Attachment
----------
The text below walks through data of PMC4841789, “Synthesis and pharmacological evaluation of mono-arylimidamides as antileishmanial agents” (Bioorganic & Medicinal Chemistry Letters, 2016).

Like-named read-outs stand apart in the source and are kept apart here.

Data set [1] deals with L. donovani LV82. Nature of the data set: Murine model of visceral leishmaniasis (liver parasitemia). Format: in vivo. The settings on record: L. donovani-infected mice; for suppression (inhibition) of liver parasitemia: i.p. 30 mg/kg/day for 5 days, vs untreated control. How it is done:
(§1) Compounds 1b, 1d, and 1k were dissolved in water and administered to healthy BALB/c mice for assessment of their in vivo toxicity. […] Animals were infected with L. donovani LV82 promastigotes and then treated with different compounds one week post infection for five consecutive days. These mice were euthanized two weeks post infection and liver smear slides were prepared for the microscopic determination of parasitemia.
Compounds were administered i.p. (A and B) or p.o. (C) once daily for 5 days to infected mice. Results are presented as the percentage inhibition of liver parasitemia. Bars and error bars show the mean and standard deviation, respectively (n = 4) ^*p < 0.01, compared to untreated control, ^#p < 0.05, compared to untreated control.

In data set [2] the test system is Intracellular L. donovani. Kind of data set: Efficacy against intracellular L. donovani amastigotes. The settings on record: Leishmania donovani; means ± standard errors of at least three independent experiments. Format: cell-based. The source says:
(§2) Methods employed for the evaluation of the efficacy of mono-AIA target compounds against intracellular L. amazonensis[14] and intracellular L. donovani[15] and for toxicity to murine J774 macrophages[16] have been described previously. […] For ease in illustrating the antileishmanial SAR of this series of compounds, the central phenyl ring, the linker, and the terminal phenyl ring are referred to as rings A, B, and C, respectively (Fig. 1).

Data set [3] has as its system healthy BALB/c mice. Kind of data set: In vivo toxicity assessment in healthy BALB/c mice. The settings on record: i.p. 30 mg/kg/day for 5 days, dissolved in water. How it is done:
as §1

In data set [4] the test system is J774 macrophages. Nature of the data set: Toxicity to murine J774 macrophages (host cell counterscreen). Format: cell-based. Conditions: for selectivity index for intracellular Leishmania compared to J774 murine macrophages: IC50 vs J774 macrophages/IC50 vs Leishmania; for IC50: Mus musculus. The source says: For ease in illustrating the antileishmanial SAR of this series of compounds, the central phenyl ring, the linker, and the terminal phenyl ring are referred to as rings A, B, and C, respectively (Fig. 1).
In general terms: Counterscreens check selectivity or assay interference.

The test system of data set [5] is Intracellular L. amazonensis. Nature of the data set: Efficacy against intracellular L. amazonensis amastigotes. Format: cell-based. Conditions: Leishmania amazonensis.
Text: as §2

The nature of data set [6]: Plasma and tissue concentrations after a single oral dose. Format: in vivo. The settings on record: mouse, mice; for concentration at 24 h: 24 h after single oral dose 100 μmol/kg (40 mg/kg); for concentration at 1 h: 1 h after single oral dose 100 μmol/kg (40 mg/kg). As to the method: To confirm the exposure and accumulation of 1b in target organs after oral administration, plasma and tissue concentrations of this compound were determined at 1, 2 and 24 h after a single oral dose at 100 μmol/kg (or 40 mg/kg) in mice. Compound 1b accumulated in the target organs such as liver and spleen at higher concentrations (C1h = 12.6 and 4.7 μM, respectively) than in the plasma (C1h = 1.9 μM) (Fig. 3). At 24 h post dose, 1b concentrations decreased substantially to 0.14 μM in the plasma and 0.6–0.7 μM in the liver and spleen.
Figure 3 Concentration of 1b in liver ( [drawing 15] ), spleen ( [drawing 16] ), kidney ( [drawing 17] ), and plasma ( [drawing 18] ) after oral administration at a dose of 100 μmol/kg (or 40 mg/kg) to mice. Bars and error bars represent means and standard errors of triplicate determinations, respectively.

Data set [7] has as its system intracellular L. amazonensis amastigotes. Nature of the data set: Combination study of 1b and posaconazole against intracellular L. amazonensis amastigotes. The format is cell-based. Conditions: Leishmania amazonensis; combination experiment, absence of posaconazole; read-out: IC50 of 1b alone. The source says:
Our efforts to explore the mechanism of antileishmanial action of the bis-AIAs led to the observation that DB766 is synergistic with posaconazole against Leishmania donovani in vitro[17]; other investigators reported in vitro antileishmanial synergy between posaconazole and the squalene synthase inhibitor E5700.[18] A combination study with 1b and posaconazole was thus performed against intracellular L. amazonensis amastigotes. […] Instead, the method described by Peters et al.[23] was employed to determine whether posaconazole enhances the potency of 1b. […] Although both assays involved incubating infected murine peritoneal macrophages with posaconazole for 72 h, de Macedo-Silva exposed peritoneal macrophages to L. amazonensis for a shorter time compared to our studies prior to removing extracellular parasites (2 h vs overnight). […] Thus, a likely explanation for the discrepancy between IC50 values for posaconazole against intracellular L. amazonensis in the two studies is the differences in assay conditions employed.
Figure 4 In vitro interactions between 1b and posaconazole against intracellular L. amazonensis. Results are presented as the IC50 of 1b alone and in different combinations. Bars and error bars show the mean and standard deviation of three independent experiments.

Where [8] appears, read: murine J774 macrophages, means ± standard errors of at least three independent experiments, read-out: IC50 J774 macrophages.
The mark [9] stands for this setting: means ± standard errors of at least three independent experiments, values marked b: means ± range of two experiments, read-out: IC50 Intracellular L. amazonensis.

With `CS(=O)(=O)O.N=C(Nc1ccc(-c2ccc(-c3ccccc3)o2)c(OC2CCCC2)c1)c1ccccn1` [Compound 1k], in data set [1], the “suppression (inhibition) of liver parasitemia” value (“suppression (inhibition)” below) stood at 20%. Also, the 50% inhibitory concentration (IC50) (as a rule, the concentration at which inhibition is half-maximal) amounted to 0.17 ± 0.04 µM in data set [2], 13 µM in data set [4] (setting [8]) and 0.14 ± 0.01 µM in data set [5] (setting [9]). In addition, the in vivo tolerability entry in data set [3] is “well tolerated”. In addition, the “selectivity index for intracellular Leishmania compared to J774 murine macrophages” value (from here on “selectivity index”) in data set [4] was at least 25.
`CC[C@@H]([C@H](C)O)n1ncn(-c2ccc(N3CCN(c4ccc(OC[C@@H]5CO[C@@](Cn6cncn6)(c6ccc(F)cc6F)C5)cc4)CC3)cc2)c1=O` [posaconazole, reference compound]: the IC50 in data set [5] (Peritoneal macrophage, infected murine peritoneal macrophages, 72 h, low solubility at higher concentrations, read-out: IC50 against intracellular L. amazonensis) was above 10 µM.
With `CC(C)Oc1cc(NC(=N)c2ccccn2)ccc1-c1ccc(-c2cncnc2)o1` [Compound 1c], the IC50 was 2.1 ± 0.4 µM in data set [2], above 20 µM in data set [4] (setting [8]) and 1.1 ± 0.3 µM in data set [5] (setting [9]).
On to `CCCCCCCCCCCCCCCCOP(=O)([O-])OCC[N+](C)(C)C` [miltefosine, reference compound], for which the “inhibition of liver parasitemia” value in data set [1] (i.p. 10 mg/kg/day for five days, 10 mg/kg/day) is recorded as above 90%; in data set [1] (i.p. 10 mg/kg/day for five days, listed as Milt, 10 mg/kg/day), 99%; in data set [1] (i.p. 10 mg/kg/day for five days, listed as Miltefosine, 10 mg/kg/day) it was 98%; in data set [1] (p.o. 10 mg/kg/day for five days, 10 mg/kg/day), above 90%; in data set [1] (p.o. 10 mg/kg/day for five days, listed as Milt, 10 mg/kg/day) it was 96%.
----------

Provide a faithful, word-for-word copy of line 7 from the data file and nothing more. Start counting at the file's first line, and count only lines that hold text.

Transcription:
(§2) Methods employed for the evaluation of the efficacy of mono-AIA target compounds against intracellular L. amazonensis[14] and intracellular L. donovani[15] and for toxicity to murine J774 macrophages[16] have been described previously. […] For ease in illustrating the antileishmanial SAR of this series of compounds, the central phenyl ring, the linker, and the terminal phenyl ring are referred to as rings A, B, and C, respectively (Fig. 1).